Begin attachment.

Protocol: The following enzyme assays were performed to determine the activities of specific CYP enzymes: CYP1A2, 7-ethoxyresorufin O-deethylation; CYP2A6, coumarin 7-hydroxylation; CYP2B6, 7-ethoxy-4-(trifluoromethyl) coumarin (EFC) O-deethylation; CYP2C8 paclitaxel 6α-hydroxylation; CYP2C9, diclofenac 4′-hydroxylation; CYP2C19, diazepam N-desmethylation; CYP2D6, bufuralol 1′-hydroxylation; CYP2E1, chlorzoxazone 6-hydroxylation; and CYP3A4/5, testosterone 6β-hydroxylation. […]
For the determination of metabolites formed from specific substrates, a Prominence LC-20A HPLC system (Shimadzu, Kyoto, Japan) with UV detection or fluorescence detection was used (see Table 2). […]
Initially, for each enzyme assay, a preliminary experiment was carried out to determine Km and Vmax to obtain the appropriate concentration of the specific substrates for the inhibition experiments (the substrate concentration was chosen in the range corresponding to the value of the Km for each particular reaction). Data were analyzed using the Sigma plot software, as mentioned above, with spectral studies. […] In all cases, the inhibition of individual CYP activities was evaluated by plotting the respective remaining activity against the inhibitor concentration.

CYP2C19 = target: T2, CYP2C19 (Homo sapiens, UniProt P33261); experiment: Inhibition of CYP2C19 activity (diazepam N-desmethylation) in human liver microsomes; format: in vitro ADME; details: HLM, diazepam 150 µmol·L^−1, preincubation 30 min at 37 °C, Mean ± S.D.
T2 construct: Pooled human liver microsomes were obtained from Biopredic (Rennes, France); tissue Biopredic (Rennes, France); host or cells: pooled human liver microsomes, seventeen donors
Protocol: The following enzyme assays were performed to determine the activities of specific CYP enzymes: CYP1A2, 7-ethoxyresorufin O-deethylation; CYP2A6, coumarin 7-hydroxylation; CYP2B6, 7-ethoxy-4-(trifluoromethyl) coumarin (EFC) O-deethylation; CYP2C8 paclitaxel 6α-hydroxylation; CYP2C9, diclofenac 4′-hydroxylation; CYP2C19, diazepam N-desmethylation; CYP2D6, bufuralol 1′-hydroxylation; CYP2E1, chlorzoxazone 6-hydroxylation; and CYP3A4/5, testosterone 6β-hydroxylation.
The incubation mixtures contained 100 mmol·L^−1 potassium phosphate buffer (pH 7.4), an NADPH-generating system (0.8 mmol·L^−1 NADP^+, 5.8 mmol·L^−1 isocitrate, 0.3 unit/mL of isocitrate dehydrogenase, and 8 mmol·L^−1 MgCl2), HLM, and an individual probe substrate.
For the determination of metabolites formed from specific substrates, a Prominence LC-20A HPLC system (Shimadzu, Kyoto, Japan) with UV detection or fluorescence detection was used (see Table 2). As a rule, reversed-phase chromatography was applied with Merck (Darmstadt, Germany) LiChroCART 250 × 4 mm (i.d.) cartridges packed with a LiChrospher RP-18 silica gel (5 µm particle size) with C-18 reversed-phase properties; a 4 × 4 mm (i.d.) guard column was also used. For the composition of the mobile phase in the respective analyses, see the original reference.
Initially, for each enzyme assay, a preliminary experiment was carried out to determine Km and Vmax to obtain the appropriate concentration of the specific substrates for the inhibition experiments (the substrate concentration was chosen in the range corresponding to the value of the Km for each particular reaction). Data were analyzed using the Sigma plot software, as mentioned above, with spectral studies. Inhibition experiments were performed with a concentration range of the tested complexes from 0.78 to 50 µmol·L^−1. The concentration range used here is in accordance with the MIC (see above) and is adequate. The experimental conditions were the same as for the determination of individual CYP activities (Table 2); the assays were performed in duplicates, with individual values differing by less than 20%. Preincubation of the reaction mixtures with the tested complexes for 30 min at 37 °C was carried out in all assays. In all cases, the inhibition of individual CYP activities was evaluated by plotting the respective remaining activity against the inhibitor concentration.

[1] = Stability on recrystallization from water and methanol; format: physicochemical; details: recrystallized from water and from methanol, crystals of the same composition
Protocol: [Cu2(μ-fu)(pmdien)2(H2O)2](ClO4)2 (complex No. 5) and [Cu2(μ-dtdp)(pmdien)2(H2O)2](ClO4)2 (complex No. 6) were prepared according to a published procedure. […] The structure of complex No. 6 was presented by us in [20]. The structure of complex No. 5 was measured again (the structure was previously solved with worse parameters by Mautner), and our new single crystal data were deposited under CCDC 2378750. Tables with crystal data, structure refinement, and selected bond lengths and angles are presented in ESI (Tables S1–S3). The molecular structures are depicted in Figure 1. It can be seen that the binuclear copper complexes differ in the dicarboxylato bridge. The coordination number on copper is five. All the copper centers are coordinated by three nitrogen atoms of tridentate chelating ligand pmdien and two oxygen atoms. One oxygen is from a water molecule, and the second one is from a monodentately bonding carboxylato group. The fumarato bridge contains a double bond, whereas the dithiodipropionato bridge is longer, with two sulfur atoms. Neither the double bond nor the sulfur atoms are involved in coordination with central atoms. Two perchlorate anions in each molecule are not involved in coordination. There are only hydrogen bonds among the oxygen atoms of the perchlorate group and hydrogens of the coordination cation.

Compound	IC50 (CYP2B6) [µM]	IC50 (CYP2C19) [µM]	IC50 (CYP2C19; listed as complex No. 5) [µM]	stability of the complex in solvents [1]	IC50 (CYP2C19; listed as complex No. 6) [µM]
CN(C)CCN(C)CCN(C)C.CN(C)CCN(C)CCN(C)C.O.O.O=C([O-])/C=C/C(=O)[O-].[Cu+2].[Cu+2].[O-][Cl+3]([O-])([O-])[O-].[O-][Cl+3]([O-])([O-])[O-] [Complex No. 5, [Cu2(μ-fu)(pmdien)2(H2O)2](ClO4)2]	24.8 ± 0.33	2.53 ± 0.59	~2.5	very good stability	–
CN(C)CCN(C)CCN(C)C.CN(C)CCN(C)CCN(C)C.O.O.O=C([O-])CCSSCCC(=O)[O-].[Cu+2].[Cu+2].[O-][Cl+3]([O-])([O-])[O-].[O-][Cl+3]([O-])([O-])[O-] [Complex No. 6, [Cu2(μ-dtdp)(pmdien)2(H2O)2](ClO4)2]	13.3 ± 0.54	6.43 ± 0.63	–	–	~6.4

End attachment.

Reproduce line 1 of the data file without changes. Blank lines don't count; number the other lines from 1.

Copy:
Protocol: The following enzyme assays were performed to determine the activities of specific CYP enzymes: CYP1A2, 7-ethoxyresorufin O-deethylation; CYP2A6, coumarin 7-hydroxylation; CYP2B6, 7-ethoxy-4-(trifluoromethyl) coumarin (EFC) O-deethylation; CYP2C8 paclitaxel 6α-hydroxylation; CYP2C9, diclofenac 4′-hydroxylation; CYP2C19, diazepam N-desmethylation; CYP2D6, bufuralol 1′-hydroxylation; CYP2E1, chlorzoxazone 6-hydroxylation; and CYP3A4/5, testosterone 6β-hydroxylation. […]